At the end of a lap, your race engineer might tell you that you’ve improved or dropped down the timings and give you an impression of what your lap was like. Good in sector 2, terrible in the others. This doesn’t take into account the state of the track, tyres or fuel load. If you’re on used tyres with a full tank, you’re going to be off the ultimate time by perhaps 10 seconds. So telling me I’m slower than P1 isn’t helpful.

It would be nice to have a target time taking the conditions into account.

Tell me where I’m going wrong!

The other thing the game fails to tell you is if you’re racing well. Real racing drivers have mountains of data to analyse and it would nice to be able to get an impression of where you’re losing time.

Lewis Hamilton telemetry F1

This is an example of actual F1 telemetry, as leaked by Lewis Hamilton on Twitter. Now, this is very difficult to understand, but there are other ways of displaying the data. A circuit map with colour overlays for throttle and brake would go a long way to explaining what is possible.

Help me out with the set up a bit.

You get all the regular options for car set up – ride height, toe in, wing angle and that’s all good and it’s possible to dial in performance over a single lap. Setting purple sectors is satisfying and it’s only natural to want to push and get the quickest time possible.

But single lap pace is useless if you’ve got to make another stop. It would be helpful for the game to make predictions on your current set up, if only to predict tyre strategy before the car goes into parc fermé.

Make more use of the sessions.

In the 2012 game, Codemasters removed all but FP3 from the career mode. If all you want to do is get your eye in on the latest track, fine, but there’s scope here for more a structured session.

Modern F1, with its limits on testing (ooh, topical), the first free practice session is used as a test session for the new car developments. The game already has certain races where there’s a performance test (set a lap time below such a time), but this could be expanded and the results of your efforts used to enhance or detract from the development of the car.

Generally, I’m very happy with what Codemasters are doing with the F1 license, but sometimes the core career game feels like more of the same in each release and I’ve been meaning to take a brain dump about how I feel it could be improved.

Legend of Grimrock logo

2 August, 2012
by philip
0 comments

Legend of Grimrock

512 kilobytes.

That’s the RAM expansion I was desperate to get for my Amiga 500 so it could play Dungeon Master.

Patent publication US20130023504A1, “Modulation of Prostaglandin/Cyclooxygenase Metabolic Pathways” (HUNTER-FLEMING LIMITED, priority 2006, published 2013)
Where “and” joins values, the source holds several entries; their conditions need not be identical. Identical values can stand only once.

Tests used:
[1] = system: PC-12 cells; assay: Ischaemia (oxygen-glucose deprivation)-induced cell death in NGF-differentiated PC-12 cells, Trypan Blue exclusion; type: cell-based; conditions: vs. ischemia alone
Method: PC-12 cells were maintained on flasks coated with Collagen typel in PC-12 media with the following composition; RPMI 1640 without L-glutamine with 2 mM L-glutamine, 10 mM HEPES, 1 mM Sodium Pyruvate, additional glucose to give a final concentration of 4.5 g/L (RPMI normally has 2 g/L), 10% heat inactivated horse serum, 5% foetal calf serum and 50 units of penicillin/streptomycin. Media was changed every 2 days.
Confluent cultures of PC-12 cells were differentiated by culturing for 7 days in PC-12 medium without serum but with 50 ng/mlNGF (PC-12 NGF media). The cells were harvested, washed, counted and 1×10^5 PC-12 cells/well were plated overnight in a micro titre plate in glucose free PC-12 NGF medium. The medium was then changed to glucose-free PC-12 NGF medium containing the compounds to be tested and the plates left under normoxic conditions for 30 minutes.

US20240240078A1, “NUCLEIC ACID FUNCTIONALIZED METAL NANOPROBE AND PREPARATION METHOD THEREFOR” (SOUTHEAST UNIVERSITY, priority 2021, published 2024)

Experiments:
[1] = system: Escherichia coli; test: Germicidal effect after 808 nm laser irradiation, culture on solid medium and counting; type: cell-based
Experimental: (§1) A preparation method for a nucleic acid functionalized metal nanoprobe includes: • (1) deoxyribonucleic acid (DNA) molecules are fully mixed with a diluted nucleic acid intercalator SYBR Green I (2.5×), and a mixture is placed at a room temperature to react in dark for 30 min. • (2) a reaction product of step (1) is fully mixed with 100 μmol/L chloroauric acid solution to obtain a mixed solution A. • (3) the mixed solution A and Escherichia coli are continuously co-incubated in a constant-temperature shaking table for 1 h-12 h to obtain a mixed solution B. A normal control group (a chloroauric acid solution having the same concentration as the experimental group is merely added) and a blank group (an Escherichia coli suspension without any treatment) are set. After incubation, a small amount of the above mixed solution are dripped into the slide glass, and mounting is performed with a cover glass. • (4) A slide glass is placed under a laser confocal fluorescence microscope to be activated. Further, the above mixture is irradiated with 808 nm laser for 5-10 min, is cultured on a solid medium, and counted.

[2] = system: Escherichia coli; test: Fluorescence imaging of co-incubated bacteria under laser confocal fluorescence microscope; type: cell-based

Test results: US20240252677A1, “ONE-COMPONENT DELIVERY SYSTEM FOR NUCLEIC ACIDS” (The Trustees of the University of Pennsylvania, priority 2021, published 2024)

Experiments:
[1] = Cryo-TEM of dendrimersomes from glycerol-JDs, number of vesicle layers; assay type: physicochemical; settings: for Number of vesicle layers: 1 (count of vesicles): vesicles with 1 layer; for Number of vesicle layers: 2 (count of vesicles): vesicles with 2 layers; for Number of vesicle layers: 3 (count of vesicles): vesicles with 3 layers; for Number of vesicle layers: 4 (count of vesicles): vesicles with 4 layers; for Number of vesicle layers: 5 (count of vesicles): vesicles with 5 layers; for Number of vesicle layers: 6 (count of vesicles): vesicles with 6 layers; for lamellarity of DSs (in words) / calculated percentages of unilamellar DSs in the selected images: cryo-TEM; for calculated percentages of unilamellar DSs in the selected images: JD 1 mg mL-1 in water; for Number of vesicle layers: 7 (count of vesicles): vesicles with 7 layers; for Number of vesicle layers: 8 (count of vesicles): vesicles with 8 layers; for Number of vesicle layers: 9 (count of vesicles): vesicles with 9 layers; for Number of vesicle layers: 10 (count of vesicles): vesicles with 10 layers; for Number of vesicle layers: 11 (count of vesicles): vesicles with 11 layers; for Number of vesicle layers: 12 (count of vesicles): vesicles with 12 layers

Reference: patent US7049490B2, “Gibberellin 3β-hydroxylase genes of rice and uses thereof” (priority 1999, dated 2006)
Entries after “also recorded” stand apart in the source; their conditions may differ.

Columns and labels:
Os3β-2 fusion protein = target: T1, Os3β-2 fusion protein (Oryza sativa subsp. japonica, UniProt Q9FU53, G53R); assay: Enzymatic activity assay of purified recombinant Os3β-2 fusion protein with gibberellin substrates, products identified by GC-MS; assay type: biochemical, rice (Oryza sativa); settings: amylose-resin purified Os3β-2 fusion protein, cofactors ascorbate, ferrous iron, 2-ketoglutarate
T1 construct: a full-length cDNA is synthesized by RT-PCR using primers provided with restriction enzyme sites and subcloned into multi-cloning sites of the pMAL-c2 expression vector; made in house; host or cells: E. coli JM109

To me, and even now it’s the first thing to come to mind, Dungeon Master and its ilk WERE RPGs. First-person view, grid-based movement system and everything you’d expect: character classes, inventories to manage, working your way down into the depth of the dungeon.

Many of my favourite Amiga games follow that pattern: Eye of the Beholder, Captive, Bloodwych and DM’s sequel Chaos Strikes Back. Yet as time moved on, free movement in 3D worlds became the norm and the idea of jumping forward or only turning in ninety degrees became unthinkable and the genre faded into obscurity.

UNTIL TODAY! Or, earlier this year. Finnish funsters Almost Human revived the format, but dressed up in a sleek 3D-rendered package but maintaining the limited movement and other elements that so defined my teen gaming years.

Last night, I finished it. So here’s my thoughts.

THE GOOD

The world looks fantastic – the 3D environment feels solid and the shadows cast by torchlight, combined with the creeping monsters in the darkness, give the game a wonderful atmosphere. Spells and teleports give a hint of colour.

Within that world, there’s plenty of fun stuff to do. Puzzles are (mostly, there are the odd exception) tricky enough to be a pleasant challenge, but stop short of being needlessly obscure and I only chickened out and looked at Youtube twice. Both times I facepalmed in “why didn’t I think of that?” moments.

There’s an automap. Somewhere, probably in a dark box in my parents’ house, there’s a folder with my maps from twenty years ago. These days, I have far less time and limited attention and if I had to make my own maps I probably wouldn’t have got through the game.

Combat is mostly fun (see below). It’s a streamlined take on the classic “click on the hands to use what’s in them” and old tactics like “move, turn, attack” still work a treat.

THE NOT SO GOOD

The flip side of the combat is the spell system. It’s similar to Dungeon Master in that you have a combination of glyphs to select and a big button to cast the spell. In a quick fight it’s easy to take a little too long over this (a fireball takes five clicks) and that moment can often be the difference between their death and your own. Perhaps I’ve just got used to easy control systems over the years.

The AI of the enemies is sometimes a bit dim. If you step away sometimes they’ll just keep turning, one way then the other on a single square until you move back into where they notice you. Sometimes the game will have death rooms that trap you on all sides, that you would never know to avoid first time round. Saving often is key in this game.

The ending is a touch abrupt. You work your way down the levels, have a bit of a fight and then it’s over.

THE VERDICT, SUCH AS IT IS

I loved Legend of Grimrock. It’s a great nod to the games I played to death a long time ago and I know I missed a bunch of stuff in my first playthough so will be going through it again. I also want to dust off the old Amiga (it’s not actually that dusty) and play Dungeon Master one more time.

DO YOU WANT TO KNOW MORE?

Legend of Grimrock official site